The Simple Proofp. 108
The Alternative to Punishment Is Rewardp. 110
The Two Reasons a Child Misbehavesp. 112
Why Giving Rewards Worksp. 112
Negative Acknowledgmentsp. 114
Catching Your Child Being Good or Doing the Right Thingp. 117
The Magic of Rewardsp. 119
Why Children Resist Our Directionp. 120
Understanding Rewardsp. 122
Rewards According to Temperamentsp. 125
Sample Rewardsp. 126
Always Have Something up Your Sleevep. 127
A List of Rewardsp. 129
Recurring Patternsp. 131
Rewarding Teenagersp. 132
Dealing with a Demanding Child in Publicp. 133
Rewards Are Like Dessertp. 134
Learning from Natural Consequencesp. 135
The Fear of Rewardsp. 138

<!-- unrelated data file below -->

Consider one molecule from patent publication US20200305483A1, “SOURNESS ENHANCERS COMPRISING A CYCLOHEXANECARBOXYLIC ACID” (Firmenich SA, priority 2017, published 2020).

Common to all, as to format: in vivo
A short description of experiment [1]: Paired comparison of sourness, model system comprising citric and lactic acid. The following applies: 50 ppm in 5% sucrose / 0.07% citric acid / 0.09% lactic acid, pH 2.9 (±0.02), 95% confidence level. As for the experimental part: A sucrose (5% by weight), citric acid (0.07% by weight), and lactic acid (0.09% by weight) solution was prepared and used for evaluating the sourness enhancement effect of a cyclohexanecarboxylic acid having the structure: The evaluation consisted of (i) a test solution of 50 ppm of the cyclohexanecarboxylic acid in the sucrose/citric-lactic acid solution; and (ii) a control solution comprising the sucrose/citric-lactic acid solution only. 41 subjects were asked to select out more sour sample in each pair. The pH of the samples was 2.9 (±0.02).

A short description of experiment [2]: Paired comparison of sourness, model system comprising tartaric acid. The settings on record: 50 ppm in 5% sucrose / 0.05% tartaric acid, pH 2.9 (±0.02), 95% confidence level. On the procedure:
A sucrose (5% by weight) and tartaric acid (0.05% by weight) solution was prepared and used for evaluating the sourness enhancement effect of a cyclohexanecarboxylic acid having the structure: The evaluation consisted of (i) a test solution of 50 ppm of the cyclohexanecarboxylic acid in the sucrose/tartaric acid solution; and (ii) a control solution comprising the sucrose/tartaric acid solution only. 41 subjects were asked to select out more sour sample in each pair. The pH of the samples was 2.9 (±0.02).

7 New Skills for Asserting Leadershipp. 140
Learning How to Commandp. 141
Don't Use Emotions to Commandp. 142
It's Okay to Make Mistakesp. 143
When Emotions Are not Helpfulp. 144
Yelling Doesn't Workp. 145
Make Your Commands Positivep. 146
Command but Don't Explainp. 149
Commanding Teenagersp. 151
Reasons and Resistancep. 153
A Better Way of Commandingp. 155
Increasing Cooperationp. 156
Choosing Your Battlesp. 157
8 New Skills for Maintaining Controlp. 159
The Need for Time Outp. 160
How Negative Feelings Get Releasedp. 163
The Ideal Time Outp. 164
Explaining Time Outsp. 165
Four Common Mistakesp. 167
Too Much Time Outp. 167
Not Enough Time Outp. 168
Adjusting Your Will Versus Caving Inp. 170
Expecting Your Child to Sit Quietlyp. 171
Using Time Out as Punishmentp. 173
Hugging Dadp. 174
When to Give Time Outp. 174
Three Strikes and You Are Outp. 175
When Time Out Doesn't Workp. 176
What Makes the Five Skills Workp. 177
9 It's Okay to Be Differentp. 180
Gender Differencesp. 182
Different Needs for Trust and Caringp. 183
Continuing to Trust and Carep. 185